The Russians know about systems like the R18 because they also know of Israeli quadcopters, similar to the R18, being manufactured and used by Azerbaijan (another independent component of the Soviet that became independent in 1991). Azerbaijan has a manufacturing license from Israeli firm Aeronautics that developed the Pegasus 120 octocopter. This is heavier than the R18 and carries a 75 kg (165 pound) payload. The operating characteristics of Pegasus 120 are similar to that of the R18 but it has a range of 10 kilometers with max payload. This capability is described as a lifesaving feature when items (water, medical gear, ammunition) have to be delivered across obstacles in a hurry.

In 2018 Azad, a state-owned defense firm in Azerbaijan, began production of the Pegasus 120 octocopter, which is also available in a quadcopter UAV version. Azad builds, sells and services Pegasus 120 and other UAVs under license from Israeli UAV developer and manufacturer Aeronautics. Actually, Aeronautics owns part of Azad and was a major factor in creating Azad in 2011. Most of Aeronautics UAV sales go to government and police organizations, but military sales are a significant part of their UAV business.

Azad also builds the Israeli Orbiter 2 UAV, which weighs 9.5 kg (21 pounds) and its battery-powered motor can keep it in the air for about three hours per sortie. Maximum altitude is 3,200 meters and top speed is 120 kilometers an hour. Since the UAV can't operate more than 80 kilometers from the controller, top speed is rarely needed. The Orbiter is launched by a catapult. It lands via parachute, is waterproof and floats. Orbiters are sold as “systems.” One of the three UAVs in each Orbiter system can be launched while the other has its battery replaced and the parachute repacked and ready for another sortie in under ten minutes. The day/night vidcam transmits video back to the handheld controller, where the images can be stored. The Orbiter can also be used at sea, and Israel uses them on some of its patrol boats.

Azerbaijan is one of the few Moslem majority countries that is a regular customer for Israeli military equipment. Since 1992 Azerbaijan has bought over $5 billion dollars’ worth of Israeli weapons and military equipment. This includes a license to build (for internal use and export) the Israeli Orbiter line of UAVs and others as well. The partnership with Azad made it possible to export Israeli UAVs to other Moslem countries. There were many customers because the UAVs were Israeli technology but identified as “Made In Azerbaijan.” Most Moslem majority nations honor (some more than others) the long-standing Arab boycott of Israel over the Palestinian dispute. These days most Moslem nations prefer to be on good terms with Israel. It is still considered politically dangerous to buy from Israel. Buying from a Moslem nation like Azerbaijan is a different story.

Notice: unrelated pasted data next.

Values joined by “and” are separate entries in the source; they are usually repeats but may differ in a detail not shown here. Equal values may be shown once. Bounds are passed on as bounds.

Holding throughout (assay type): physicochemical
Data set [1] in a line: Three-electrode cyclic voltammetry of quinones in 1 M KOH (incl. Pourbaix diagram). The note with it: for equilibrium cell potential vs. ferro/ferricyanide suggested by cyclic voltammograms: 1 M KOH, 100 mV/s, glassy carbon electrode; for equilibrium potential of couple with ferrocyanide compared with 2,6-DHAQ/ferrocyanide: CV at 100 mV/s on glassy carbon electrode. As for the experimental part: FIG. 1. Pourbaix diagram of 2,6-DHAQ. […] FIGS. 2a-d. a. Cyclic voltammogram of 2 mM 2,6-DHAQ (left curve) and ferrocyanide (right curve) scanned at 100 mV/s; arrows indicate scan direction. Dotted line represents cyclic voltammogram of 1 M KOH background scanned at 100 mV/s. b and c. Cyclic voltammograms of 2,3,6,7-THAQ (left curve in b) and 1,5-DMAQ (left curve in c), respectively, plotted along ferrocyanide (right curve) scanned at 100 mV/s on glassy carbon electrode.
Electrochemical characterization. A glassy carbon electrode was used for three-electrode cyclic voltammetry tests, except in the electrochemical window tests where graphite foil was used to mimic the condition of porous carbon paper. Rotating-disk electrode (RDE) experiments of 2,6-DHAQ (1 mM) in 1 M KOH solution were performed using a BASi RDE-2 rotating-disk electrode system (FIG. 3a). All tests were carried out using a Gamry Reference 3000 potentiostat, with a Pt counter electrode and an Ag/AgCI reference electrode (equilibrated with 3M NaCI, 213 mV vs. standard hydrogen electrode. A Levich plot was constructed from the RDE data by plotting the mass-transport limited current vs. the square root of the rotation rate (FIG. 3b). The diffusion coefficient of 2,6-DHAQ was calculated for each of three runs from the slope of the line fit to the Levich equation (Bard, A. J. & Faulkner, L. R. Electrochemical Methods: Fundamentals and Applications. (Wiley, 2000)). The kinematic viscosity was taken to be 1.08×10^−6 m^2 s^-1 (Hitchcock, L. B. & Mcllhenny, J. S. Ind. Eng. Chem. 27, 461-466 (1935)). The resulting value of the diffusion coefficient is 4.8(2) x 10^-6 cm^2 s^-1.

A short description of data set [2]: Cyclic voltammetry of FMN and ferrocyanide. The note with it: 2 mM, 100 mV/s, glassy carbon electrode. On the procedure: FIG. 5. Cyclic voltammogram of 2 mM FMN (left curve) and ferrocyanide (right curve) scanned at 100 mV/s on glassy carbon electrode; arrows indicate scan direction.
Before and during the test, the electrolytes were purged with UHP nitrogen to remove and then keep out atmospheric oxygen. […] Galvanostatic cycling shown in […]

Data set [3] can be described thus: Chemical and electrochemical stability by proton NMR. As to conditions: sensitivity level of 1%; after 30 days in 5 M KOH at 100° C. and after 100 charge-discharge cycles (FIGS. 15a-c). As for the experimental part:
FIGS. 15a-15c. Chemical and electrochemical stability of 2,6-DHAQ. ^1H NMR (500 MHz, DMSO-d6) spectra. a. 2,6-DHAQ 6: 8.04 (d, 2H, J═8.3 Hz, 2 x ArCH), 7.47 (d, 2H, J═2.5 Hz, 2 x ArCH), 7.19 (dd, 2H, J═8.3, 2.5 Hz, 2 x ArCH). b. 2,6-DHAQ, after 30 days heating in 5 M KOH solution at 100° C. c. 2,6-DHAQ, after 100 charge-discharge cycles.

Most of the weapons Azerbaijan was buying from Israel and elsewhere were to deal with a decades-old territorial dispute with neighboring Armenia that flared into open warfare in the 1990s when Armenia and Azerbaijan became independent countries. Russia has helped broker a ceasefire and is promoting settlement talks. Russia also builds Israeli UAVs under license and wants this matter settled. Azeri stockpiles of Israeli weapons finally paid off in 2020 when another round of fighting with Armenia resulted in Azerbaijan winning and taking a lot of disputed territory from Armenia. Russia has long been an ally and supplier of weapons to Armenia but lost its access to most Israeli tech because of their attacks on Ukraine in 2014 and 2022. Russia also had less money to spend on defending Armenia and this helped Azerbaijan in 202o.

Despite a larger military budget and more resources, Russia has not developed much modern UAV technology. They hoped to remedy this by obtaining licenses to build Israeli UAVs but this was halted by sanctions.

 


Article Archive

Warplanes: Current 2021 2020 2019 2018 2017 2016 2015 2014 2013 2012 2011 2010 2009 2008 2007 2006 2005 2004 2003 2002 2001 2000 1999 


X

ad
0
20

Help Keep Us Soaring

We need your help! Our subscription base has slowly been dwindling. We need your help in reversing that trend. We would like to add 20 new subscribers this month.

Each month we count on your subscriptions or contributions. You can support us in the following ways:

  1. Make sure you spread the word about us. Two ways to do that are to like us on Facebook and follow us on Twitter.
  2. Subscribe to our daily newsletter. We’ll send the news to your email box, and you don’t have to come to the site unless you want to read columns or see photos.
  3. You can contribute to the health of StrategyPage. A contribution is not a donation that you can deduct at tax time, but a form of crowdfunding. We store none of your information when you contribute..
Subscribe   Contribute   Close